Friday, September 30, 2016

Why is Fiori adoption lagging behind?

Yesterday I attended a meeting of the Dutch SAP User Group (VNSG) on the topic ‘Customer Fiori Experiences’. As usual, the audience was mostly consultants/developers of SAP consultancies, and only a few actual end-customer attending. After interesting sessions on the state of Fiori (a.o. on SAP Fiori Cloud Edition), the meeting ended with a roundtable to share experiences. And in particular to discuss and answer on the topic how-to increase Fiori adoption in the market. According to latest numbers, (only) 10% of SAP customers world-wide are active with Fiori, and significant subset of them merely with 1 or 2 first Fiori Apps. Note, in The Netherlands the number is higher, as we’re very technology-savvy and typically run ahead of the rest of the world on adoption of new technologies.
There was large consensus in the group that the minimal actual Fiori implementations is for a major part still due unfamiliarity. Not so much by business and end-users, but by majority of SAP developers for which the step to Fiori / UI5 is [too] big, and they prefer to just stick within their comfort zone. Although there might be truth in this, I personally think the more important causes are others.
The most important is that for SAP customers there must be a tangible business case to switch to Fiori. It is not sufficient, even irrelevant for SAP organizations to switch to new technology and products just because SAP is now delivering it (and promoting it as the next great thing). Even though standard Fiori Apps do not have a license cost (anymore), there is still investment costs involved to transition from current application formats (e.g. GUI transactions, Portal application, WebDynpro) to Fiori as new UI and interaction concept. The investment costs are within preparing the IT landscape infra (introduce NetWeaver Gateway, and Fiori Front-End Server), deploying Fiori Apps plus the required underlying Gateway OData services in the SAP landscape, align with and convince Enterprise Architecture plus (IT) security that Fiori is a future-proof and secure/safe approach, educating end-users. And typically the standard Fiori Apps are not addressing the core of the specific organization, and custom Fiori Apps + Gateway OData services must be developed. And there is again the business case: if there is an existing application that still does the job, even with outdated, stone-aged layout and user-experience, there is little business motivation to invest in improving that for the internal employees. So what is needed then? In my experience and opinion, the precondition to introduce + land Fiori usage within any organization is that there is a concrete trigger – business or IT (savings). This can be that an existing SAP application (standard or custom) no longer suffices and requires to be redesigned and rebuild – and thereby introduces the opportunity to take new UI and mobility requirements into account. Or because there is a new business demand, and again in the current days with ‘mobility-first’ this must be included from beginning of. A third trigger is Application Lifecycle Management, which forces organizations to upgrade their landscape to recent NetWeaver version. Also this can be good moment to reconsider for (some) applications to migrate them into a modern UI experience.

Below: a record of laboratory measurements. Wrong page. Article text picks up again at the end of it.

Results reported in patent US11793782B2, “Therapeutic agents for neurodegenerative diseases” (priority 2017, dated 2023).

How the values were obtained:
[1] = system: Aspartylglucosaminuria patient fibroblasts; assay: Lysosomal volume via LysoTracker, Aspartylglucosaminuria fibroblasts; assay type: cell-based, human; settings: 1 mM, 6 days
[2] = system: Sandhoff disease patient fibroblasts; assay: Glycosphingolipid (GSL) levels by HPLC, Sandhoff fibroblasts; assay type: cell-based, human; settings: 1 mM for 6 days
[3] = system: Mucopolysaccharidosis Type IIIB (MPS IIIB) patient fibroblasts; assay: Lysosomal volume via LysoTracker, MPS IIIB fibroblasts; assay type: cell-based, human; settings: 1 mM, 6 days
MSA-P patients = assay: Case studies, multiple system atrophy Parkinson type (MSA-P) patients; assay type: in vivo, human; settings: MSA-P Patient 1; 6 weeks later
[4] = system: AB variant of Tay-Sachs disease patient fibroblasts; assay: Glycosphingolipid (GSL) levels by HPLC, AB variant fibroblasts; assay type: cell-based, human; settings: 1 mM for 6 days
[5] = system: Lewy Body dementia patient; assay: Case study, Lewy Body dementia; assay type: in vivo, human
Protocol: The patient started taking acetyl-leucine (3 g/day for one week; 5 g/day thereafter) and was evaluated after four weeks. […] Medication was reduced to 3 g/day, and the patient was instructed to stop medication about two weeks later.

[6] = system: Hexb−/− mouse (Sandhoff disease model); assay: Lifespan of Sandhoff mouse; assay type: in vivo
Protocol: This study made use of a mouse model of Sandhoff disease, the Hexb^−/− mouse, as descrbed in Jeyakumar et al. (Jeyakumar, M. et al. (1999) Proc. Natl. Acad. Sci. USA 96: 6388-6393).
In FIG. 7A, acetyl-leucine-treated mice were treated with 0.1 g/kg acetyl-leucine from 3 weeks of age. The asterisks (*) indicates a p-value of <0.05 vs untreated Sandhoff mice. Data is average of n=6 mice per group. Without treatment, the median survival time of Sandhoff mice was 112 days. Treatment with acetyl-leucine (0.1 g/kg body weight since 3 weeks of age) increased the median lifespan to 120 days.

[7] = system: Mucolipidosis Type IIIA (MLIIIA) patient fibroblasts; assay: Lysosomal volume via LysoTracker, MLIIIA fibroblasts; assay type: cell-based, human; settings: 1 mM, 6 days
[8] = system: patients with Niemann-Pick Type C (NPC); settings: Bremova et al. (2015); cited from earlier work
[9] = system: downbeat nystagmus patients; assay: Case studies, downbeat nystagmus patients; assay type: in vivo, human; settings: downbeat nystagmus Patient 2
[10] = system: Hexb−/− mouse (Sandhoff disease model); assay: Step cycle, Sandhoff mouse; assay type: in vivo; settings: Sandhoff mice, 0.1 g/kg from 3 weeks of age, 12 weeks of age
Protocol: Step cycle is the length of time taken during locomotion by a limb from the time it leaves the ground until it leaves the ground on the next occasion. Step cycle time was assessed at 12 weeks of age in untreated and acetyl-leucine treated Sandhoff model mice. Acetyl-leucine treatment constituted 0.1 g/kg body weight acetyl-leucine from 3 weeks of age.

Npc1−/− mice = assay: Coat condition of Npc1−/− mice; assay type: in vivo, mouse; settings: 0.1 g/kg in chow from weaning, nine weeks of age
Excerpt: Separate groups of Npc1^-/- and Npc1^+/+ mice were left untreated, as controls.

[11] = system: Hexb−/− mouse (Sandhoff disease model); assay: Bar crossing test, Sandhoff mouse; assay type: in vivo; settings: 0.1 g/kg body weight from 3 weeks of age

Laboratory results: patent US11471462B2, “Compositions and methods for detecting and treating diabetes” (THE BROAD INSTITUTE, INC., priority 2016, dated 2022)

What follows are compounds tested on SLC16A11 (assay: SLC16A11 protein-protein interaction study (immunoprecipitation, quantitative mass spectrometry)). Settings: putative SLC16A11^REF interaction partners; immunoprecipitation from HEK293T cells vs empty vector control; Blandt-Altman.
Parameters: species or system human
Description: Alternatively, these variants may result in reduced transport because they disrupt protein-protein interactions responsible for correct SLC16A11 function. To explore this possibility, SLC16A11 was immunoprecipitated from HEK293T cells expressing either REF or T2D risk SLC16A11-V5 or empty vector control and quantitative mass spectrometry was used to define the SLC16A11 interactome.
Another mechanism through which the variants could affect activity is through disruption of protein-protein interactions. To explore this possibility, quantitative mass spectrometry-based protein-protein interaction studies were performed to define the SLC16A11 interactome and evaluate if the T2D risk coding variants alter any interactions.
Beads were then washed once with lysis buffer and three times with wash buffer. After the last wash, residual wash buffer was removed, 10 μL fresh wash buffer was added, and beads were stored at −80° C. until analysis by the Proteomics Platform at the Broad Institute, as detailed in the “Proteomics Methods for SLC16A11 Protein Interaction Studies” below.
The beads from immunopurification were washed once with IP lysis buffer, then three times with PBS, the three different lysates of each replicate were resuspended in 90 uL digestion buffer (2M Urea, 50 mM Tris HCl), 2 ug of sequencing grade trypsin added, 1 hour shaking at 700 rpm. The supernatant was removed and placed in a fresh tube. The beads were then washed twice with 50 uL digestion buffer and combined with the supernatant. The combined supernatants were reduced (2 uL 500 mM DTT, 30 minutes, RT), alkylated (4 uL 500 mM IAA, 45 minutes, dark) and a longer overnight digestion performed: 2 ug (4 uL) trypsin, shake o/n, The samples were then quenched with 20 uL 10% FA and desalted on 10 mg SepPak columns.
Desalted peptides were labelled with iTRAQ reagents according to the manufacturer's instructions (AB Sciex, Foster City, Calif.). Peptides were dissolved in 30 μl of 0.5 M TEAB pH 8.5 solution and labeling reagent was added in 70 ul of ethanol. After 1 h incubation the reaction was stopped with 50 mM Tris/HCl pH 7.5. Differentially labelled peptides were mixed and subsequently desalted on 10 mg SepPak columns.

Note, what does not help the market growth of Fiori is the SAP image: stable and robust functional platform, that you do not have to (should even) touch much. SAP could therefore also take a rewarding approach: make it tangible benificial for SAP customers to introduce Fiori => introduce new functional capabilities only via/as Fiori. Actual SAP is following this approach, with 'Fiori-tizing' S/4 HANA.

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